I’ve been thinking about how to get this blog back up and running, even though I’m supposed to be focusing mostly on my new blog, From 50,000 Feet. That’s a blog about business, which means it’s about almost anything I want it to be, since everything is business and business is everything. But it’s not about me.
The problem is simply this: When I was committed to this blog on a daily basis, I wrote what were essentially articles. They were bloggy, but because I’ve written journalism and PR most of my life, I couldn’t let anything go if I hadn’t at least done some research on it and thought about how I wanted to present it. Even if the search was purely personal, I still wanted people to take information from it, information you could use.
Now, that article-writing mentality is switched to my new blog. I just don’t have the time or energy for two such projects. And, well, the other one…I’m getting paid to do it.
But in the two years of steady work on this blog, as I labored over my posts, oh how I envied those great models of blogging, LA Observed, Instapundit and DodgerThoughts for their concision, for their gift of open-endedness, their willingness to just let a thought or an idea live on its own, without all the struts and supports that I felt mine needed. For Kevin Roderick and Glenn Reynolds, that meant they could do 4, 5, 10, 20 posts a day sometimes, while I struggled to do one.
It’s been my problem as a writer for as long as I’ve been a writer. Not writing fast — I’m a whiz, actually — but writing too much. Probably, I should blame my math teachers who drilled into my head that I must “show my work.” But it’s not a #2 pencil world anymore. You’ve all got calculators, and the great thing about calculators is once you’ve got the answer, how you got there doesn’t matter anymore.
So that’s how it’s going to be. I’m not just going to get to the point on this blog. It’ll be all “point” and no “getting to” it.
So what am I thinking right now?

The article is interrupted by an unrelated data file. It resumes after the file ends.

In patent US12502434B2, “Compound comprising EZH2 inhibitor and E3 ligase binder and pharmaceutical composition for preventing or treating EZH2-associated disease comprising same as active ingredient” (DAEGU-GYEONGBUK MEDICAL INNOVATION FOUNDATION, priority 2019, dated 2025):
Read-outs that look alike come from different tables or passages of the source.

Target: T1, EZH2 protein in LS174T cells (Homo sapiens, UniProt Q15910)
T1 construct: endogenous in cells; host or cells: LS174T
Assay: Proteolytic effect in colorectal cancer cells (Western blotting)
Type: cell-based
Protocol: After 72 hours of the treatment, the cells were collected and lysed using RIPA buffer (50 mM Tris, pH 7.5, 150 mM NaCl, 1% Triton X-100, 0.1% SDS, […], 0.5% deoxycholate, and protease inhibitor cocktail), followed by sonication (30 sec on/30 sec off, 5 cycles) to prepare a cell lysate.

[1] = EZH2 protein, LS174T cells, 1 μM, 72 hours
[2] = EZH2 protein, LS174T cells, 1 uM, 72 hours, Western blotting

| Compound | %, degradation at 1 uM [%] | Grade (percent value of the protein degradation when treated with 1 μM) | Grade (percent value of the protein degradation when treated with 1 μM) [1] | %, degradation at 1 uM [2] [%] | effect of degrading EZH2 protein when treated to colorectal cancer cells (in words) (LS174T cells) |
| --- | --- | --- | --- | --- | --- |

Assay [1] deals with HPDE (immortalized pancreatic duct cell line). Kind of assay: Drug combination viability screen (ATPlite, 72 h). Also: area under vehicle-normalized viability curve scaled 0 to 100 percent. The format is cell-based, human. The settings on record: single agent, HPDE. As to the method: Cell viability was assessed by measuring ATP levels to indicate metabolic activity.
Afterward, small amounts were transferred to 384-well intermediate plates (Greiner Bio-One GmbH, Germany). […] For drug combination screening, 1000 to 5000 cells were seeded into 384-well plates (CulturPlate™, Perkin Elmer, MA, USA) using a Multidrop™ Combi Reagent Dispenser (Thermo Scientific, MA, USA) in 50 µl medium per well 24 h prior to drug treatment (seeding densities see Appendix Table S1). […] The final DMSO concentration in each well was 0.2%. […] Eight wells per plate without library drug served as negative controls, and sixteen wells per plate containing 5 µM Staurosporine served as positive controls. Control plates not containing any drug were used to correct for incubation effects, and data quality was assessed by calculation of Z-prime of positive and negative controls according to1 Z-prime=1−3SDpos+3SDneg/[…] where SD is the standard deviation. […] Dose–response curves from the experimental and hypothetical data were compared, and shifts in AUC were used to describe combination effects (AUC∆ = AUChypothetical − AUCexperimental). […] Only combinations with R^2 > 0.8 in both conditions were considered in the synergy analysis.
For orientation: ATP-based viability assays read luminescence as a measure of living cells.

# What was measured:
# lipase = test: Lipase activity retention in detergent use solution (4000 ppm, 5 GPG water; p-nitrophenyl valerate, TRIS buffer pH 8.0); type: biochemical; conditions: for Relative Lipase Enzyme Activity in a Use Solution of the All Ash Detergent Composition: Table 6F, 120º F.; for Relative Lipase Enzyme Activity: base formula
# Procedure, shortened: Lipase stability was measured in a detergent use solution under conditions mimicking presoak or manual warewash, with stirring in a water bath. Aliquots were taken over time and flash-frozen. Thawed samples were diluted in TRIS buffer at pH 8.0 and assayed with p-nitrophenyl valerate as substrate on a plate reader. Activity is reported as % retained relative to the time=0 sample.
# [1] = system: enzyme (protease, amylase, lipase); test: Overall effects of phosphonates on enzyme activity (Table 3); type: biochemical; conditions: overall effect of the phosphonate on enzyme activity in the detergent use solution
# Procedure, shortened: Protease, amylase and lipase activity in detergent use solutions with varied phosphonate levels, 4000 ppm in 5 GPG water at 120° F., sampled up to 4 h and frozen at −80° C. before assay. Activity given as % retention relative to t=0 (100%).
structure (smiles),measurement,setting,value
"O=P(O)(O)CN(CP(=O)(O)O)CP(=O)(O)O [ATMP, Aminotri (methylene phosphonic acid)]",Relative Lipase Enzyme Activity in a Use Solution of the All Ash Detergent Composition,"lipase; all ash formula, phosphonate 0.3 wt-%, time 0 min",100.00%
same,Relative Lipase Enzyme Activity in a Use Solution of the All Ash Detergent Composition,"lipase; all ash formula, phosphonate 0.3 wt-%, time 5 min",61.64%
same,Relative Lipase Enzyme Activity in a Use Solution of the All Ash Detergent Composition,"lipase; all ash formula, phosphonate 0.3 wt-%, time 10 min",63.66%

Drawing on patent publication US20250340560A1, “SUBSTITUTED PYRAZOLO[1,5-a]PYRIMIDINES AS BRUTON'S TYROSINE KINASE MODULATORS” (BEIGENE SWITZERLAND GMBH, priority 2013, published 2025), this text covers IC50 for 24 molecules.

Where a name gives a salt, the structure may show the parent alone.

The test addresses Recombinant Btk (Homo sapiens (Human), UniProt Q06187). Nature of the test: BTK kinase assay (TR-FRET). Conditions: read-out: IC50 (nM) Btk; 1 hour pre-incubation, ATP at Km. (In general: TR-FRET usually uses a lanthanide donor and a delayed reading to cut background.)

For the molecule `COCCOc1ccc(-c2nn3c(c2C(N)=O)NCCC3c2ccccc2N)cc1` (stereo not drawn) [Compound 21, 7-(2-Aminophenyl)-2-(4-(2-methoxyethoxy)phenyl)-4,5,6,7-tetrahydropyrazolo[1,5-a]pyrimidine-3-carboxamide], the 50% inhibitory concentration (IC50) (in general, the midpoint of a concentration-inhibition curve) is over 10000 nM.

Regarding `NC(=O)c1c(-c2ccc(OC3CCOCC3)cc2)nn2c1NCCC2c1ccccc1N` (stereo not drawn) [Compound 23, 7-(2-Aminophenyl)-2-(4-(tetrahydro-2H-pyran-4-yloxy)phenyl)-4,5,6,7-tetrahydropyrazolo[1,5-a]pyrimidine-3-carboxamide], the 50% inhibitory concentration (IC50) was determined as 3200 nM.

That I need to go for a swim.
That I need to take some paper to be shredded. Three bags full, accumulated over a year or more.
That my feet are cold.
That I can’t believe I’m agreeing with the Dodger management about their hiring of Joe Torre.
That Maureen Dowd’s column on Hillary Clinton is a major return to form for a seemingly burned out writer. A lot of pundits are getting blood transfusions with the approaching end of the Bush era, where the intellectual air had gotten pretty stale.
Keep in mind, if I had to guess right now, I would guess I’m going to be casting my presidential ballot for Mrs. C. But, still, this was good:
When pundettes tut-tut that playing the victim is not what a feminist should do, they forget that Hillary is not a feminist. If she were merely some clichéd version of a women’s rights advocate, she never could have so effortlessly blown off Marian Wright Edelman and Lani Guinier when Bill first got in, or played the Fury with Bill’s cupcakes during the campaign.
She was always kind enough to let Bill hide behind her skirts when he got in trouble with women. Now she deserves to hide behind her own pantsuits when men cause her trouble.
We underestimate Hillary if we cast her as Eleanor Roosevelt. She’s really Alfonse D’Amato. Not just the Senator Pothole role, but the talent for playing the aggrieved victim.
D’Amato pulled off a dramatic upset in ’92 against Robert Abrams, the New York attorney general, by pouncing when Abrams slipped one night and called D’Amato a “fascist.” Though never a sensitive soul about insulting other ethnic groups, D’Amato quickly cast “fascist” as an insult to Italian-Americans, producing an ad with scenes of Mussolini.
“It was sheer gall,” Anthony Marsh, D’Amato’s media consultant, proudly told The Times’s Alessandra Stanley.
Like Alfonse, Hillary has the gift of gall. She can be righteous while playing brass-knuckle politics. She will cozy up to former enemies she can use, like Matt Drudge and David Brock, and back W.’s bellicosity if it helps banish her old image as antimilitary.
There is nowhere she won’t go, so long as it gets her where she wants to be.
That’s the beauty of Hillary.
Well…gotta go to the gym!